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Best cross for a tb mare

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  • Best cross for a tb mare

    Hello,
    I apologize in advance for my English - not a nativně speaker and living in EU.
    The thing is - I have a 9 year old OTTB maiden mare that I would like to breed next year. I know the risks involved and all those monetary risk - in fact I acknowledge that I will just throw money down the drain. I just always wanted to breed a foal, I bred smaller animals, so I am somewhat experienced ať breeding at least.
    My mare is okay - conformation wise, even vets say she is nearly perfectly built. Character wise, she is not a witch, has undying willingness to work, no spooks, no bucking, no looking around. She just needs to work, I often say she is a border collie.
    I don't need a foal with some sporting ability, just a horse for trail for an aging person. I am perfectly fine with exact replica of my mare, but I would prefer if the foal was a little less willing to all the running and generally little less hot. I would like to add more bones as well and would appretiate if the resulting horse wouldnt be another hard keeper, because man, the mare is driving me crazy with all the feed she needs to keep her looking good! I don't need to add height, as the mare is 16 hands and I wouldnt mind if the horse was shorter, as long as it is over 14 hands, I am fine with it.
    I was considering draft stallion, but I am afraid of increased risks during labour, and also it can go awry conformation wise. I was also considering gypsy vanner, or ranch line quarter horse, but I heard gypsies are stubborn and not cooperative, and rancher lines of QH are buckers, so nothing for me. Obvious choice of irish draught would produce taller horse than intended.
    I don't want any European warmblood either, as they are often hot and spooky.
    Do you have any suggestions? Or should I just gicw up on that dream?
    ​​​​

  • #2
    In the UK a TB cross native pony is a popular one. The pony adds a bit of self preservation and cools the blood slightly and likely not to be very tall. Connie, Welsh, New Forest are common and a happy combination.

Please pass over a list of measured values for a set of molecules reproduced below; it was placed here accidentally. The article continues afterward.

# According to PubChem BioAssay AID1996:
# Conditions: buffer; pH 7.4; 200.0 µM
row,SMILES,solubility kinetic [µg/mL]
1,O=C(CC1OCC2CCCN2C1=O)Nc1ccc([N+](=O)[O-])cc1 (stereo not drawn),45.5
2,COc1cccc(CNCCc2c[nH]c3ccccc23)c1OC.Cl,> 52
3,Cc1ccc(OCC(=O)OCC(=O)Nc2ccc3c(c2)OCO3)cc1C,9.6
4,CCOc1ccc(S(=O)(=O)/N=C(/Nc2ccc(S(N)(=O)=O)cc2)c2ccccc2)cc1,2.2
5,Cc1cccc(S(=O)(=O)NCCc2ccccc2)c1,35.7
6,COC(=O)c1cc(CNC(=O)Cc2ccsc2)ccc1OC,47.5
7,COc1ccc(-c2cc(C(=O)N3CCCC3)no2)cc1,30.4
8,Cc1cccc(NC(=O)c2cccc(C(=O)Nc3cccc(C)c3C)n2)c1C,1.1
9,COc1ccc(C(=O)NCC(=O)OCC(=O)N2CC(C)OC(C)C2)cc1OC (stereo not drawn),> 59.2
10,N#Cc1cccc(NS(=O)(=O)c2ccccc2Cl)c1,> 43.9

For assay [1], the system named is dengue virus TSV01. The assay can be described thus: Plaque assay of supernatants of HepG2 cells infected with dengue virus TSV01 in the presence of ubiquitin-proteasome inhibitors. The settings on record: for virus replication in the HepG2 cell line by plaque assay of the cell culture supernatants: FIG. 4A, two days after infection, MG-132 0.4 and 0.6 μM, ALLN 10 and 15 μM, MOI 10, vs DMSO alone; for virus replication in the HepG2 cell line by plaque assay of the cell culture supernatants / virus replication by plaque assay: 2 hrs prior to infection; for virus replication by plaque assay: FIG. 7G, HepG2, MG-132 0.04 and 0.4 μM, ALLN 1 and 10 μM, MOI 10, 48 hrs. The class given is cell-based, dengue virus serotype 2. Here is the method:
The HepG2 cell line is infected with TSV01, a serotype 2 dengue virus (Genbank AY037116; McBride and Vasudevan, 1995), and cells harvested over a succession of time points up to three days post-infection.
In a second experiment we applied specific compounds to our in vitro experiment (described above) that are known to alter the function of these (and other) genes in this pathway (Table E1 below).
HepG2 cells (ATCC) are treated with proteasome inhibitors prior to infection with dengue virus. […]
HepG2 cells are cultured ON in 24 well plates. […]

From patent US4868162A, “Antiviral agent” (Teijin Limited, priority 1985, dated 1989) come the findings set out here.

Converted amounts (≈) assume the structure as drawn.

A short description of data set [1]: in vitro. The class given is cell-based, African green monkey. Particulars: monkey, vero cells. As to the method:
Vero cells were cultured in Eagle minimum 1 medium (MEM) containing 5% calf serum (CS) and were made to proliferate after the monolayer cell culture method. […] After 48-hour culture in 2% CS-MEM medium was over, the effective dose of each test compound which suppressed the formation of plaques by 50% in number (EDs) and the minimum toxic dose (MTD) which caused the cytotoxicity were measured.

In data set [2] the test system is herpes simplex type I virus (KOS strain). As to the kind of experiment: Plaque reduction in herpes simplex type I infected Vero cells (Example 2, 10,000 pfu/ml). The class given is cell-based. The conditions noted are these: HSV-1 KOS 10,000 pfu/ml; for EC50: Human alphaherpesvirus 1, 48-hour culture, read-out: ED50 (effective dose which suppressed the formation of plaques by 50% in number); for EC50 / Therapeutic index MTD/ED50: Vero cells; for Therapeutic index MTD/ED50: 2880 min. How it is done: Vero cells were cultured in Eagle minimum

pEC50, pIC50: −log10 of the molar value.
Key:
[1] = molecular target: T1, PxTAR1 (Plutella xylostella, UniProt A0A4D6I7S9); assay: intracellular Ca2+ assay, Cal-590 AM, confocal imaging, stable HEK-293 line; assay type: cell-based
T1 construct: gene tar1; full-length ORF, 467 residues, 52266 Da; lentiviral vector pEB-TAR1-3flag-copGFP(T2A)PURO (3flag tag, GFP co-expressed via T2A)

"Good young horses are bred, but good advanced horses are trained" Sam Griffiths

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    • #3
      I've had and produced a couple of Welsh x Tb crosses as well as Connie x TB. All turned out to be sensible and athletic. The key for the success in my opinion was that both parents had great dispositions.
      Ranch of Last Resort

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      • #4
        My first pony was a TB X Connemara cross. Actually, in shoes, he was technically a horse! While I'm sure a pony/horses disposition depends a lot on the parents, that pony was gold - could do anything and was my best friend. I'd definitely consider having another.
        ~~ How do you catch a loose horse? Make a noise like a carrot! - British Cavalry joke ~~

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        • #5
          If you accept the risks, go for it. Happiest horse days of my life are the raising of the youngsters - could have one every year.

          Quarter horses are not buckers - quiet, steady, willing.

          An Appendix is a QHxTB and generally a marvellous horse.

          Quarter horses can move ok, but a lot just pitter patter along with small steps and I do like a good moving horse.

          Research them before saying 'no'.
          Proud member of People Who Hate to Kill Wildlife clique

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          • #6
            I had an Appendix quarter horse (had some TB in him) Best horse ever. Great mover. Willing, kind, never ever bucked, rarely spooked. Was not a border collie, but had a lot of get up and go in him and always willing to work. Had him for 23 lovely years. Get tears in my eyes thinking of him. Easy keeper. Wonderful mind. Training him was a joy. Considerate and kind. One time I was bent over, underneath him cleaning his sheath and a horse fly landed on his butt. All he did was swish his tail madly, didn't move for fear of hurting me. Another time we were cantering up a hill and the cinch came loose. I started to slip to the side. He came to a dead stop while the saddle and I slid to the side and I hit the ground. Quarter horses are steady souls.